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Massachusetts Liberal

Observations on politics, the media and life in Massachusetts and beyond from the left side of the road.

Thursday, August 02, 2007

Taxing our patience

Memo to proposed casino developers in Middleboro and Palmer: come on down. As for the rest of us, well, if you thought your property tax bill was high now, just wait.

One of the most hare-brained proposals in state history is back: a petition calling for the abolition of the state income tax. Not rolling it back to 5 percent. Eliminating it. Tossing it out the door and turning Massachusetts into New Hampshire South (without the automobile lawn decor).

Michael Widmer of the Massachusetts Taxpayers Foundation adequately sums up proposal from Carla Howell, the 2002 Libertarian Party gubernatorial candidate.
"The voters would rue the day. . . . Essentially, she's trying to repeal the 20th century."
Howell tells the Globe the proposed 2008 ballot question would be a "huge benefit" to Massachusetts residents. She didn't elaborate -- or the Globe didn't tell us what that those benefits are.

Let's see know, with a state that relies on income taxes to pay for $10 or $11 billion of its $26.8 billion budget I can certainly see what those benefits might be: no more money for cities and towns to use for police, fire, public works and schools. No more money for the state to use to pay for the health care of its citizens.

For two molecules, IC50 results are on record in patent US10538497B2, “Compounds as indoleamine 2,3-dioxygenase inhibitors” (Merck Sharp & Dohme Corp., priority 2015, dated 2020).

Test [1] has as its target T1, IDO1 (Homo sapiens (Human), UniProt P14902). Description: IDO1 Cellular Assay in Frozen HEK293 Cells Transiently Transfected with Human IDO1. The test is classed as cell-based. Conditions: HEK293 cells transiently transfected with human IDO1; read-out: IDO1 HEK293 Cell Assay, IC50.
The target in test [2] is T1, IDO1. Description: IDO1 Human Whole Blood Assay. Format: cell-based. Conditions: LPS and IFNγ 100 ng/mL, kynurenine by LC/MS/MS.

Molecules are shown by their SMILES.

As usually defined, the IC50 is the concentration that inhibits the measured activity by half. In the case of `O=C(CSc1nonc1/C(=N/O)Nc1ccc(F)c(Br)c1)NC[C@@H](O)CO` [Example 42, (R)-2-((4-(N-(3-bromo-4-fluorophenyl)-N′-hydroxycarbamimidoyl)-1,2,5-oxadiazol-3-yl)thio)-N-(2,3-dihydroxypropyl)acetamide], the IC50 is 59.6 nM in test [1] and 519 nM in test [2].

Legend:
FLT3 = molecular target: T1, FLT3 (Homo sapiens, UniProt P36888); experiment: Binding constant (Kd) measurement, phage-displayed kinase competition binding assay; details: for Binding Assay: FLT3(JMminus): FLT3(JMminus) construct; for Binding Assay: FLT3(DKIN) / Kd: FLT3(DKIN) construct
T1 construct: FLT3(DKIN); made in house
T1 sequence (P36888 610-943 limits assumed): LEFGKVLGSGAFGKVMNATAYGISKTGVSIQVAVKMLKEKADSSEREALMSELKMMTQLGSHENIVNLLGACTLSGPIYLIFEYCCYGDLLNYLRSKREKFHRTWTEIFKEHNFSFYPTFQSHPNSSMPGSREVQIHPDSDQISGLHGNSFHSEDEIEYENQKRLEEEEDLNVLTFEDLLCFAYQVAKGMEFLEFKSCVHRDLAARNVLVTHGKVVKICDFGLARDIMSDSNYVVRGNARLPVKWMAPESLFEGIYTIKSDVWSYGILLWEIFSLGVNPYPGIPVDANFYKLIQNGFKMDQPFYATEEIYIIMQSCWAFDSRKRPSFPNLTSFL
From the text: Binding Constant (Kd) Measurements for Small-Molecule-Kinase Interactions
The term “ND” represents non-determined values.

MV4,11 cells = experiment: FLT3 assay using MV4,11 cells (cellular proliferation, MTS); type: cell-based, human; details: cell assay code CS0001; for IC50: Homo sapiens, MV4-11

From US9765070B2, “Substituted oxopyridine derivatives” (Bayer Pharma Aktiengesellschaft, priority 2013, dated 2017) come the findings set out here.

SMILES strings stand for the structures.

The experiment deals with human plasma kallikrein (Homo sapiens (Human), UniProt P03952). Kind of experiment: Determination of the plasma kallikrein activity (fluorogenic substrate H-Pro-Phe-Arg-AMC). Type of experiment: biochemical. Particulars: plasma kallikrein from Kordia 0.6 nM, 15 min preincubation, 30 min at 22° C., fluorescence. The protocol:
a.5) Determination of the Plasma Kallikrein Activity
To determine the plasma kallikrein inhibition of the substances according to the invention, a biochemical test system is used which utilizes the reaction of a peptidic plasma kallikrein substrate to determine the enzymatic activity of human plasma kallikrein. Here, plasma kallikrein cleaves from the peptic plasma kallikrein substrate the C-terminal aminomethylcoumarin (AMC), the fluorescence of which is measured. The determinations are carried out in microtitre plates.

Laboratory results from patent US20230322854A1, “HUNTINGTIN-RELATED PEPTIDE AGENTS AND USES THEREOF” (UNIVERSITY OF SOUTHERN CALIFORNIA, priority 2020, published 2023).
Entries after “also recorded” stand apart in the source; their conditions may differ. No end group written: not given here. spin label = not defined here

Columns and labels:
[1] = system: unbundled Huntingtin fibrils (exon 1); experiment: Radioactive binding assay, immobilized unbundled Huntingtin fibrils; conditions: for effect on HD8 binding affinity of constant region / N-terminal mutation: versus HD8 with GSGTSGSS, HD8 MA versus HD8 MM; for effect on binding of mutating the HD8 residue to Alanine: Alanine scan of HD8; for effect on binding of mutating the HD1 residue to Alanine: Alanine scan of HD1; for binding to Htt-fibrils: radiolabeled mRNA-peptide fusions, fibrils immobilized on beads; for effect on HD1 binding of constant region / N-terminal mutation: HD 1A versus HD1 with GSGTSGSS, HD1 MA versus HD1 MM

And given the fact that Proposition 2 1/2 would actually keep a semblance of a lid on property taxes (but would not prevent their continued rose at a steady, deadly pace), a state that would be challenging Louisiana and Mississippi for the bottom of the barrel.

That is unless of course you enjoy gambling. The casinos located at virtually every intersection of every city and town would be the sole source of income for a state government trying to meet its constitutional duties to its citizens. Except for the skyrocketed taxes on booze and butts.

Or should I say citizen. Everyone else would have checked out and turned off the lights. Even Verizon.

The most frightening part of this scenario is 45 percent of Massachusetts bought into this hare-brained scheme the last time it was on the ballot. Are there more than 70,000 people in the Commonwealth willing to put this question on the table for discussion another time. Sadly the answer is yes.

Fasten your seat belt (no that question won't be on the ballot), it's going to be a bumpy ride.

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2 Comments:

Blogger bostonph said...

I had a rant about Citizens for Limited Taxation all ready to go, but this is much more eloquent:

http://www.startribune.com/10204/story/1339911.html

For half a dozen years, the motto of state government and particularly that of Gov. Tim Pawlenty has been No New Taxes. It's been popular with a lot of voters and it has mostly prevailed. So much so that Pawlenty vetoed a 5-cent gas tax increase - the first in 20 years - last spring and millions were lost that might have gone to road repair. And yes, it would have fallen even if the gas tax had gone through, because we are years behind a dangerous curve when it comes to the replacement of infrastructure that everyone but wingnuts in coonskin caps agree is one of the basic duties of government.

I still find it disturbing that the CLT leadership were regular guests on MassResistance Radio and that CLT member and prickly compulsive blog commenter Cynthia Stead is a state employee. But that's a rant for a day when I'm not dealing with "I'm OK" calls from friends and family in MN.

August 02, 2007 2:11 PM  
Blogger Outraged Liberal said...

Thanks. You either stole my thunder or provided good context for my next post!

August 02, 2007 7:20 PM  

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